Jason Collins, a professional basketball athlete, has come out to the world as being gay. I applaud his courage, sincerity, honesty, and narrative in the current issue of Sports Illustrated, of what led up to this brave decision. http://tinyurl.com/cb8b6yu
It was only 3 weeks ago, Rutgers basketball star, Brittney Griner, the #1 Women’s basketball player, came out as lesbian. This did not stop her from being drafted as the first pick by the Phoenix Mercury. Nor did any uproar from the public emerge. And Griner soon signed a large contract with Nike.
Imagine that. Nike signs a deal with a lesbian basketball player. Would they do so with a gay, male of the same sport? Jim Buzinski, founder of Outsports.com, a website for GLBT athletes, noted that if a man came out, “Everyone’s head would explode,” as Sam Border noted in his April 18th New York Times article.
There are five different arenas to which a gay/ lesbian/ transgendered person “comes out:”
1) his/ her family
2) his/ her co-workers/ colleagues on the job
3) his/ her friends
4) his/ her wives/ husbands/ live-in boyfriends/ girlfriends
5) his/ her community/ the public
Each decides on his/ her own, the timing, the place, the situation, and how safe the “outing” will be. Collins came out to a friend he trusted, heterosexual Massachusetts Congressman Joe Kennedy, his old roommate at Stanford. And to his aunt, a superior court judge living in San Francisco, who replied that she had known for years.
But the question remains, “why now?” As the SI story tells us, it was ultimately the Boston Marathon tragedy, that became the final straw. Playing for the Boston Celtics, he was “up front and close” to the fact, as he points out, that life can change “in an instant,’ and ultimately it was time.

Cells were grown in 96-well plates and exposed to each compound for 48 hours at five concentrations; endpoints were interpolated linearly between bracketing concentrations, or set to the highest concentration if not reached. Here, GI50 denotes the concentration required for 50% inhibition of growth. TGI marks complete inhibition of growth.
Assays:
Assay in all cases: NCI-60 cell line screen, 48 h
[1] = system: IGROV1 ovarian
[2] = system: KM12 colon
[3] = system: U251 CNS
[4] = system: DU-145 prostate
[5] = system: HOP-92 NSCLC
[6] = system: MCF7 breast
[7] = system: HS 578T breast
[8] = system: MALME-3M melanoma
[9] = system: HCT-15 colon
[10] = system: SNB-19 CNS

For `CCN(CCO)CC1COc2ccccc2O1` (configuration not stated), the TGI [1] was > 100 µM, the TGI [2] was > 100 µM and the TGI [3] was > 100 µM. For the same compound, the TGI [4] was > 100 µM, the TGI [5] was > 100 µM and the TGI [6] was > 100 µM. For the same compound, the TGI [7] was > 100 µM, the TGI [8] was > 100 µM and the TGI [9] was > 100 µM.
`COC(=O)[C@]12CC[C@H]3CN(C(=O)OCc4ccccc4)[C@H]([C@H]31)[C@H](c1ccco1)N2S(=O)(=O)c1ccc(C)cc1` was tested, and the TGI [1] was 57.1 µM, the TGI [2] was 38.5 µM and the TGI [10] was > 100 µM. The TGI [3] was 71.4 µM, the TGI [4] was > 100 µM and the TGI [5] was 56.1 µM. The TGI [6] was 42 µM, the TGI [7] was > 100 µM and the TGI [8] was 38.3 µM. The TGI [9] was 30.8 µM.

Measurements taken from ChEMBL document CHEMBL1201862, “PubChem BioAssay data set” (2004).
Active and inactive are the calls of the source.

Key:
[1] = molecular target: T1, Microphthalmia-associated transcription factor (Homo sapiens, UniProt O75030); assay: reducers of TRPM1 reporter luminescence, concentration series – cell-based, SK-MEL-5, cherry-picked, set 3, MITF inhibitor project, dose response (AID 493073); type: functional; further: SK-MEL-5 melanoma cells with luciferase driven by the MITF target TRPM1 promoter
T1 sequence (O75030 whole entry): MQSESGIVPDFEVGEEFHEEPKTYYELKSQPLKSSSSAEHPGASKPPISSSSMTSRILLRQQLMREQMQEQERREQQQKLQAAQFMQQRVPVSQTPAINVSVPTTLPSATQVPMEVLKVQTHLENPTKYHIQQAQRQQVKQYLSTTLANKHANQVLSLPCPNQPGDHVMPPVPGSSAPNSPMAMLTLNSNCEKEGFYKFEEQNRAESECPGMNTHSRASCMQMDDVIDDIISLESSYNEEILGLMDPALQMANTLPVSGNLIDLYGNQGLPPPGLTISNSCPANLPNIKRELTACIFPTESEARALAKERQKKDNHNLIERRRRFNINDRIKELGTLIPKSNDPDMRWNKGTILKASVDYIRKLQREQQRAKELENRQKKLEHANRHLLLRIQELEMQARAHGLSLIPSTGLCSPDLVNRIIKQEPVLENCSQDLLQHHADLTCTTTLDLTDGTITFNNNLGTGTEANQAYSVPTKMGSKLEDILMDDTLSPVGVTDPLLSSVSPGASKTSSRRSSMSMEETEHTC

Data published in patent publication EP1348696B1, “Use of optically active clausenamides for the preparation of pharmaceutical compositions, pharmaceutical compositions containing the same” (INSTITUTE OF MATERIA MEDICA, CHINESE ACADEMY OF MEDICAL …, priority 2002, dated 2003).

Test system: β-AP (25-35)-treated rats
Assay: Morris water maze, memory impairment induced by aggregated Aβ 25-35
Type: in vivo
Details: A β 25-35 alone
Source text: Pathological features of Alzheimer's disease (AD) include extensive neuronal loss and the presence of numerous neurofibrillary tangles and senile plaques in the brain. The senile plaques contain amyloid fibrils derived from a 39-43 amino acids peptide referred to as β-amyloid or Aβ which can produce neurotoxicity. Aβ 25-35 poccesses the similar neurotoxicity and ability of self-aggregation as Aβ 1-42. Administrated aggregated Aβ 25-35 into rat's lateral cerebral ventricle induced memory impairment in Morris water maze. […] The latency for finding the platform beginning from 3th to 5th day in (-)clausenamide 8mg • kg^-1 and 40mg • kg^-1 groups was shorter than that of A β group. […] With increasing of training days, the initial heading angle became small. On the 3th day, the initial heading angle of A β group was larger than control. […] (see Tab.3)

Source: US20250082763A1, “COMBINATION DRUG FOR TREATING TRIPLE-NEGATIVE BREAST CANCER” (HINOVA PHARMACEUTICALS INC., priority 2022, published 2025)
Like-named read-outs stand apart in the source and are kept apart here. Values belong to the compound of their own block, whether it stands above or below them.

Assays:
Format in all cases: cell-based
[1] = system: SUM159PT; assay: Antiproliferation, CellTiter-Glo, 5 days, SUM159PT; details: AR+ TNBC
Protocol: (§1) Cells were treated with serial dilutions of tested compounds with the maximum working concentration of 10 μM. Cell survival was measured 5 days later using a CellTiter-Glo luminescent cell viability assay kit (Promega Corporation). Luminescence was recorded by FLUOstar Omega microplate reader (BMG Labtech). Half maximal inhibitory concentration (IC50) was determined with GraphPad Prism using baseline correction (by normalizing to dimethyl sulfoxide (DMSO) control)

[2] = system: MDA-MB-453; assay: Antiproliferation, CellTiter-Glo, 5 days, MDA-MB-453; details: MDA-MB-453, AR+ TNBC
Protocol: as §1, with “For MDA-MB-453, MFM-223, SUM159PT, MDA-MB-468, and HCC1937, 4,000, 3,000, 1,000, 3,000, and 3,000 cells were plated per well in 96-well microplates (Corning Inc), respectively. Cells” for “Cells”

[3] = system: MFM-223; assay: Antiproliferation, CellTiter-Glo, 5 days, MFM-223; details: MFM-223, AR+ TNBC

Well Jason, I can’t predict how the community or public will respond to you. Nor if you will be re-signed to another NBA team after the Celtics let you go this week. But I can tell you, there are role models who went on to gain support and lead lives worth mentioning.
Kudos to Dave Pallone, the umpire who spent 10 years in the Major Leagues, and had the infamous incident with the now defamed Pete Rose. His book, “Behind the Mask,” reveals an adolescence of growing up in Boston, playing baseball, and ultimately doing what he loved best: being in baseball as an adult.
But ugly, homophobic incidents led to his ultimate “firing” from the job he loved so dearly. That was over 20 years ago. His biography and ultimate action to go on speaking tours, laid a foundation for you, Brittney, Esera Tuaolo, and others to “be yourself,” as Brittney stated in her press conference.
Finally, little is remebered about Michael Huffington, ex-husband of Arianna, and father of 2 daughters. After he lost his bid for the Senate in 1994 to Dianne Feinstein by just 1.9%, he came out as being bi-sexual.
He went on to serve in public life with a multitude of activities, including his work with Rob Reiner on passing Proposition 10 in California. This was a tax on cigarettes, which led to gaining hundreds of millions of dollars for child health care and pre-natal care.
However I recognize that your courage will have a price, as yet we have to discover: with family, friends, other professional athletes, and of course, with your public and community at-large.
Hopefully, homophobic athletes, such as Chris Culliver from the SF 49ers, with his anti-gay comments, will become a blip on the screen, in the future. NFL players such as Chris Kluwe from the Vikings and Brendon Ayanbadego, most recently playing for the Baltimore Ravens, have your back.
As I assume, so do many other male professional athletes. They just have to “come out” too.